Pertinent Insights On The Posterior Approach To Hindfoot Arthrodesis
DiDomenico has reported on the successful use of an anterior locking compression plate through a posterior approach with compression screws as well.7 There is no study to date comparing posterior locked plate fixation with or without cross-screws to anterior constructs.
A posterior approach to the ankle and hindfoot, as described by many authors, allows for great visualization and exposure.8 One can divide the Achilles tendon either in the coronal or sagittal plane without significant wound complications through a posterior midline incision.
In a systematic review comparing posterior midline and posterior medial leg incision wound complication rates, authors found 7 percent and 8.3 percent complication rates with the midline incision and posterior medial incision groups respectively.9 They noted that more important than incision placement were the associated non-surgical factors, such as comorbidities and postoperative protocols. Also, the angiosomes from the peroneal vessels laterally and the posterior tibial vessels medially, as described by Taylor, meet centrally and allow for the midline incision to heal without incident.10 This approach is also appropriate in cases in which anterior soft tissues do not allow for dissection (e.g. skin flaps, grafts, wounds) and there is very little talar neck to allow for anterior plate fixation options.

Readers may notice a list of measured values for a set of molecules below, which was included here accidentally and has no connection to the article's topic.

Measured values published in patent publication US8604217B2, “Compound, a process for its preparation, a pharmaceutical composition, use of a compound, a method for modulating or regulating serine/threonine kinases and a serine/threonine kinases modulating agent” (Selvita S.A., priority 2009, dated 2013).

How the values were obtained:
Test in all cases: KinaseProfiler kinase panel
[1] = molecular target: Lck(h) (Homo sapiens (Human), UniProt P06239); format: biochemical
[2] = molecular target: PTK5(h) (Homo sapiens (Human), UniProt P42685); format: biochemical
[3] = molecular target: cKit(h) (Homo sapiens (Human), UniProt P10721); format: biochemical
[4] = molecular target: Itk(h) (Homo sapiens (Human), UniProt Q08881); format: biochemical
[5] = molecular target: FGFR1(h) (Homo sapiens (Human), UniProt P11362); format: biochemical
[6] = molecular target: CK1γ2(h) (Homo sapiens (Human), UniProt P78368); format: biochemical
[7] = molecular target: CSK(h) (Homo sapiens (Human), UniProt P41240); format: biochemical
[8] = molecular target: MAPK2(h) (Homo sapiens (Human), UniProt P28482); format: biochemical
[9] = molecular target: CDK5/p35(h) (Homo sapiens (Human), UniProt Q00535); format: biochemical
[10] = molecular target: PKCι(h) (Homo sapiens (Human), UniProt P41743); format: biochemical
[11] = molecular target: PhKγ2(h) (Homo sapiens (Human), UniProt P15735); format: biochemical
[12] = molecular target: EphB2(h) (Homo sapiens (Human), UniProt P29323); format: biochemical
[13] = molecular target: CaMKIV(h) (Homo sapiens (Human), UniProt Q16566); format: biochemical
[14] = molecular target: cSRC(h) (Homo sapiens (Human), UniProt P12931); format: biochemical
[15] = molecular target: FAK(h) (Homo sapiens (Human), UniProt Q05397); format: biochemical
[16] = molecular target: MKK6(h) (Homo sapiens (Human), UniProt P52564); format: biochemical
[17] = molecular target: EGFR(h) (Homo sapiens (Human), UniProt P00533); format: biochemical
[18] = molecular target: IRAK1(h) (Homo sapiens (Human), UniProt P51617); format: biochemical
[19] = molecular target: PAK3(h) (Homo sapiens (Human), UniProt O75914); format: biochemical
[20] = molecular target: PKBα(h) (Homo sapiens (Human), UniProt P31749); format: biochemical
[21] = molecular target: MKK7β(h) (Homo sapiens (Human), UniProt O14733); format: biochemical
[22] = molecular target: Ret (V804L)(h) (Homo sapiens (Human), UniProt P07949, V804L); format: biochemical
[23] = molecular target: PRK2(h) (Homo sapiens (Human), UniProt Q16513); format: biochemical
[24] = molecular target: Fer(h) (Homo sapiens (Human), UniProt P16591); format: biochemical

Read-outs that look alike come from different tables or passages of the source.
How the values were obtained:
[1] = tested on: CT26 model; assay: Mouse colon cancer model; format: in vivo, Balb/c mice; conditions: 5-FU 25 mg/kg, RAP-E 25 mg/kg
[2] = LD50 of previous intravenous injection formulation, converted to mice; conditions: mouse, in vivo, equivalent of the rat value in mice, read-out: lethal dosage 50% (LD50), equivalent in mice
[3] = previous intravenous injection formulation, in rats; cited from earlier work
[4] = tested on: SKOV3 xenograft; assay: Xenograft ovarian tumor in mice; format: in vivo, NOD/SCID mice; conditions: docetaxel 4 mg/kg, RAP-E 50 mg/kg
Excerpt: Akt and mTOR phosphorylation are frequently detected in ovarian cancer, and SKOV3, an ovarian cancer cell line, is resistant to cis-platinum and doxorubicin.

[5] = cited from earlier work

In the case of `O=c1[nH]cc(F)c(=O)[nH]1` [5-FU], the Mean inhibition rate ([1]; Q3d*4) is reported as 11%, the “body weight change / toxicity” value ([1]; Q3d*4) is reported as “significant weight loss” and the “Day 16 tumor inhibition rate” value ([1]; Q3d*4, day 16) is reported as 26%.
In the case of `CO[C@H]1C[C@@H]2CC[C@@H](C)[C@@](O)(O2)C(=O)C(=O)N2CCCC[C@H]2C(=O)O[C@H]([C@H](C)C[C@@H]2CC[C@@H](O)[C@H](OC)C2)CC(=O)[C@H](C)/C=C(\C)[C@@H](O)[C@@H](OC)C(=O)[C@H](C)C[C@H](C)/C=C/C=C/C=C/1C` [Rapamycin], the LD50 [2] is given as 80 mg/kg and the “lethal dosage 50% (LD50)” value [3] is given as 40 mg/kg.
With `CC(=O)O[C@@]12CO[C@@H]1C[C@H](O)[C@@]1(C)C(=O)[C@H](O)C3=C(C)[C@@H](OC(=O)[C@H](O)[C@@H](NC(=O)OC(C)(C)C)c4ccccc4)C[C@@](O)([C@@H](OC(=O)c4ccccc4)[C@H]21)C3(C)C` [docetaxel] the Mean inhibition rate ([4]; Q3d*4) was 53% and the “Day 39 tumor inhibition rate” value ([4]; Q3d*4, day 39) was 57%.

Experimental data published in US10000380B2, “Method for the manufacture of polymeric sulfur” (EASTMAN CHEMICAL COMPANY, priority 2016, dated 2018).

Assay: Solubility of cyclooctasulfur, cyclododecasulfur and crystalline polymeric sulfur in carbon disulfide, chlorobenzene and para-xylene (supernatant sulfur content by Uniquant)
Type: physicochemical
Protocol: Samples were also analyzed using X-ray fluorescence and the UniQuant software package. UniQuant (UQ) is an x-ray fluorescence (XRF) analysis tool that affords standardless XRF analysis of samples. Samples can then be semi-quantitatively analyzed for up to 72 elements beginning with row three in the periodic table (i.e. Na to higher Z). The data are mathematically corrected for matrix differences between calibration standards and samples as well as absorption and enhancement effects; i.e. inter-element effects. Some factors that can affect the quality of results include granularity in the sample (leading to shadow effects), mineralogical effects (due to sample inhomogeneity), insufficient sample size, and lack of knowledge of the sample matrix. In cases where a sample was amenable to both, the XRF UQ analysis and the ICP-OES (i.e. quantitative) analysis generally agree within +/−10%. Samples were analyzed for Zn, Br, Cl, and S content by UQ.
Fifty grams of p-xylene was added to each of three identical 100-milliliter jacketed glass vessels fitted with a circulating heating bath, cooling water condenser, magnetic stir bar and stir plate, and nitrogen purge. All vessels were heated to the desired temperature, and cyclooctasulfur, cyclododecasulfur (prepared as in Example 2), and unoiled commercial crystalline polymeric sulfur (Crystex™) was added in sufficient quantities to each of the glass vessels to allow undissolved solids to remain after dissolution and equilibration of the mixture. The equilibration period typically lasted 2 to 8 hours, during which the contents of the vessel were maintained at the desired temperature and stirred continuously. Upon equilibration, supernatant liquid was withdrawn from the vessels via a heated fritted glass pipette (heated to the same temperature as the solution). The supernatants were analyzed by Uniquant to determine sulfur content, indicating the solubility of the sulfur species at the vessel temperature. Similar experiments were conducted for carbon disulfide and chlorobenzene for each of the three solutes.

We have described an uncommon pathology and approach for a significant talar body cyst with salvage of the transverse tarsal joint and a successful, pain-free union.
Here are some keys to success.
• Use minimal skin retraction during dissection to prevent any unforeseen wound complications.
• Wide Hintermann retractors are helpful in joint visualization.
• Appropriately visualize the medial neurovascular bundle and peroneal vessels.
• Resection of the large posterior malleolus allows for plate adaptation.
• Posterior plate fixation may be extraperiosteal on the posterior tibia.
• Use two compression screws with one from the posterior tibia to the talar neck and one from the posterior calcaneus to the talar body.
• It is advantageous in a non-neuropathic, sensate patient to avoid plantar neurovascular injury and scar formation.
Dr. McAlister is a Fellow of the Orthopedic Foot and Ankle Center in Westerville, Ohio.
Dr. Hyer is a Fellow of the American College of Foot and Ankle Surgeons, and serves on its Board of Directors. He is the Fellowship Co-Director of the Orthopedic Foot and Ankle Center in Westerville, Ohio.